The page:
SPED 08130 Lecture Notes - Lecture 5: Speech-Language Pathology, Speech Disorder, Language Disorder

11 pages67 viewsSpring 2017

Department
Special Education Services and Instruction
Course Code
SPED 08130
Professor
Randel
Lecture
5

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Chapter 5 Notes
Section 1: Speech and Language Impairments Defined
Speech: The physical act of producing verbal communication
Speech Impairment: Abnormal speech that is difficult to understand or interferes with
communication
Fluency: The flow, smoothness, rate, or continuity of speech production
Language: The complex, rule-based system of communication used to exchange thoughts
and ideas with others
Language Disorders: Difficulty or inability to master the various systems of rules in language,
which then interferes with communication
Students with language disorders exhibit an impaired ability to express their thoughts, ideas,
or needs so others understand their intended message; they also have difficulty
comprehending the messages that others are trying to convey
Vibrating system: the larynx and vocal folds, which vibrate and produce sounds and pitch
Resonating system: Oral and nasal cavities where speech sounds are produced
Speech mechanisms: The various parts of the body (tongue, lips, teeth, mandible, palate)
required for oral speech
Communication breakdowns occur when:
The sender incorrectly produces speech sounds and the receiver cannot understand the
words
The sender has difficulties using language correctly and the message is unclear to the
receiver
The receiver has difficulty interpreting or understanding the intent, even though the
sender’s message was clear
Speech impairments are the root of the first communication break down where language
creates second and third communication problems in the breakdown
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Communication Disorder: Disorders in speech, language, or hearing that impair
communication— often used to include all disabilities that result in difficulties with speech,
language, and hearing
Section 2: Types of Speech or Language Impairments
Speech impairments include problems with articulation, fluent, and voice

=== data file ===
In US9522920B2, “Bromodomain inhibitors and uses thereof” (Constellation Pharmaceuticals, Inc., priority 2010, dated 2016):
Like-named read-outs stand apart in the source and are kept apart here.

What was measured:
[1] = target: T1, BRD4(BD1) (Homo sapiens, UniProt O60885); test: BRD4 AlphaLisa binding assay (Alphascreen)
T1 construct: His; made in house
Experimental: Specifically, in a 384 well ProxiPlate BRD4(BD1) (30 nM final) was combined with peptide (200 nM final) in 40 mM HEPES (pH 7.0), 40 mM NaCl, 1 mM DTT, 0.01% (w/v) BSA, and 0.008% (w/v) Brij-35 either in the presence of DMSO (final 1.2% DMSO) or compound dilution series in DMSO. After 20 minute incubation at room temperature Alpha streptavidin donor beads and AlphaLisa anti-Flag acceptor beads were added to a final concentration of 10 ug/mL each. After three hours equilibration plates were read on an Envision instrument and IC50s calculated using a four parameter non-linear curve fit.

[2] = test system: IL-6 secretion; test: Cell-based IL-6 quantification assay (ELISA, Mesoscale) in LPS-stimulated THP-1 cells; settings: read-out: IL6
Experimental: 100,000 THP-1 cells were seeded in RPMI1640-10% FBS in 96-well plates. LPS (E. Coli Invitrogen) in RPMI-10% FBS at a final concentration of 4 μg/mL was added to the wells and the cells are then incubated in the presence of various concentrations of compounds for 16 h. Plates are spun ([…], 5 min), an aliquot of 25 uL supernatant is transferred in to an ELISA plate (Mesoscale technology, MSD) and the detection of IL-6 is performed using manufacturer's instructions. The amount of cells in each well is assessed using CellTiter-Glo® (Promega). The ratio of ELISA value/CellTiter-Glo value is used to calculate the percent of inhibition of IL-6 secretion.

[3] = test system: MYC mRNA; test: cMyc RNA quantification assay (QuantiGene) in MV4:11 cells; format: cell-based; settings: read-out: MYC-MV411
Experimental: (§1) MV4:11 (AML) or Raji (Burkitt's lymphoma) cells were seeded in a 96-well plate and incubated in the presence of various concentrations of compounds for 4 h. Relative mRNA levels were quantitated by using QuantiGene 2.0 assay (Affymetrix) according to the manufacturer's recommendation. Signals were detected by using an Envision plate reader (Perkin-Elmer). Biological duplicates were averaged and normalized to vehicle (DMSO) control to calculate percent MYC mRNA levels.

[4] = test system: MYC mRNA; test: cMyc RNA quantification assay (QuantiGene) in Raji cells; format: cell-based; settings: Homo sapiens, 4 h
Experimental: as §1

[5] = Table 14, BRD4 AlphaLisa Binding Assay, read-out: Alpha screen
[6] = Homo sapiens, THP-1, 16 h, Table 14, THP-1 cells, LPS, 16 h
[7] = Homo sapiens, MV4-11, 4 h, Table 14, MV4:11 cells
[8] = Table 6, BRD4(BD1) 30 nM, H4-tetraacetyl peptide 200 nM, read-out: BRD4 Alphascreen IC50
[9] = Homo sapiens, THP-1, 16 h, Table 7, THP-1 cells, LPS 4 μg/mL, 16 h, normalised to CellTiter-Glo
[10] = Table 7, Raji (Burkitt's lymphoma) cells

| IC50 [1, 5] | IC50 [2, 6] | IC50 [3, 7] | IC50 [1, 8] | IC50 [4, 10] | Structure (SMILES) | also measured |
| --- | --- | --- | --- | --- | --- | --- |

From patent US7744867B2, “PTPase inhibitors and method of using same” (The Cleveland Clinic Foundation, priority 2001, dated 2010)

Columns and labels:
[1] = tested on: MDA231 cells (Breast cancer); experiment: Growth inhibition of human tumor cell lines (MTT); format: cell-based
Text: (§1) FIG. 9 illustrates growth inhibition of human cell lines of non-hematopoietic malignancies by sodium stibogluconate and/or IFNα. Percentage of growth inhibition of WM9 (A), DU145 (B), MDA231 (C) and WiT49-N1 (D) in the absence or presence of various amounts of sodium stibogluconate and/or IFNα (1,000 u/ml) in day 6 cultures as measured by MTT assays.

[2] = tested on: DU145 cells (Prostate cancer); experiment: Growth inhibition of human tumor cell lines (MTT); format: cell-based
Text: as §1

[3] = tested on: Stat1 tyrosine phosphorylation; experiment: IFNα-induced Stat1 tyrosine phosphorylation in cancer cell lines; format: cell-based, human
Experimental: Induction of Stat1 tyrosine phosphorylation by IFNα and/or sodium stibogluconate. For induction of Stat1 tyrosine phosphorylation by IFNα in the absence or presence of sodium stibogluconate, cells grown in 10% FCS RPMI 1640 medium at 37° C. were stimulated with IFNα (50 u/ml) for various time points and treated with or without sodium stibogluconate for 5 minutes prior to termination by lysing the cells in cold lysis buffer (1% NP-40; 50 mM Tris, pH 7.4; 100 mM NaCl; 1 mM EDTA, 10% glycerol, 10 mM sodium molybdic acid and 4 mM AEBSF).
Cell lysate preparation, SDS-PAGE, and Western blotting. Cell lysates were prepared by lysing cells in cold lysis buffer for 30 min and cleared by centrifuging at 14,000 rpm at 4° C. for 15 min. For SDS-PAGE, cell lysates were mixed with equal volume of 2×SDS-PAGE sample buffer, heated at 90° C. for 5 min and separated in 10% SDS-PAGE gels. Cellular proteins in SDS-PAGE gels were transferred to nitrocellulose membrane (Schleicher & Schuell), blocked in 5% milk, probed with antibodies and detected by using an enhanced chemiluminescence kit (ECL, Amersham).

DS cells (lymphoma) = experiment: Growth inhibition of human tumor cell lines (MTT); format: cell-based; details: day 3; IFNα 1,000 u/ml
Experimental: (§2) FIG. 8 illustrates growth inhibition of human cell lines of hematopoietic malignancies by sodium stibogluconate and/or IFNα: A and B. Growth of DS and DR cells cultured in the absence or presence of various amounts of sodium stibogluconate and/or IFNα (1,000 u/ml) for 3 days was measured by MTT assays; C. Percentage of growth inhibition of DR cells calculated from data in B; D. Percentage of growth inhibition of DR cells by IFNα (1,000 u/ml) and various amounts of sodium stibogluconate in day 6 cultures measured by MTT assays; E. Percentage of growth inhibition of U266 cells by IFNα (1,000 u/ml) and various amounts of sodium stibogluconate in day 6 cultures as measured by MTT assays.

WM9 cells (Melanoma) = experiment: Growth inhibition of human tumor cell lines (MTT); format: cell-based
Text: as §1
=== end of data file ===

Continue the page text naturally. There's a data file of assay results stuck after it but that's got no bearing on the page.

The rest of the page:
Misarticulation: Abnormal production of speech sounds— flawed
Dysfluencies: Hesitations prolongations, interruptions, or repetitions of sounds or words that
interrupt a person’s flow of speech; a speech disorder
Stuttering: The lack of fluency in an individual’s speech pattern, often characterized by
hesitations or repetitions of sounds or words
Cluttering: A type of dysfluency in an individual’s speech pattern, often characterized by rapid,
unorganized, or unintelligible speech containing omissions of sounds or word parts
Voice problems: Abnormal spoken language production, characterized by unusual pitch,
intensity, phonation, or resonance
Pitch: High or low quality of pitch— included in voice problems
Intensity: Loudness or softness— included in voice problems
Phonation: The voice sounds too breathy, hoarse, husky, strained— included in voice
problems
Resonance: Too much or too little nasality— included in voice problems
Students with language impairments, communication is hindered by a breakdown in one of the
three aspects of language— form, content, use
Form: The rule system of language; includes phonology, morphology, and syntax
Phonology: The rules within a language used to govern the combo of speech sounds to
form words and sentences
Morphology: Rules that govern the structure and form of words and comprise the basic
meaning of words
Syntax: Rules that govern word endings and order of words in phrases and sentences
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Students with language impairments may demonstrate confusion with these elements and
may have difficulty understanding or conveying the accurate intent or meaning of a
communication, specifically with indirect or implied statements
Content (language): An aspect of language that governs the intent and meaning of the
message delivered in a communication
Use: The ability to apply language rules correctly in a variety of settings
Pragmatics: the appropriate use of language in social contexts
Four Types of Articulation Errors (Misarticulation)
Substitution: One sound or group of sounds is consistently used instead of another
Omission: A sound or group of sounds is left out of a word
Distortion: A variation of the intended sound is produced in an unfamiliar manner
Addition: An extra sound is inserted
Section 3: Characteristics
Speech disorders do not cause academic difficulties, but social and self-esteem issues are
common
Most students who have speech disorders (articulation, fluency, voice) attend general
education classes and function well academically— their disorder typically doesn't influence
academic learning
Students with severe speech disorders may be reluctant to speak in class, inhibiting their
ability to answer teacher asked questions, work with partners, or in small groups, and give
presentations
Expressive Language: The ability to convey thoughts, feelings, or information
Necessary to demonstrate knowledge— answering teacher questions, taking tests, writing
reports, and giving presentations
Student with expressive language disorder may know the answer to a teacher’s question
but have difficulty formulating that knowledge to a spoken sentence
Receptive Language: Understanding information that is received, through seeing, hearing, or
touching (Ex: braille)
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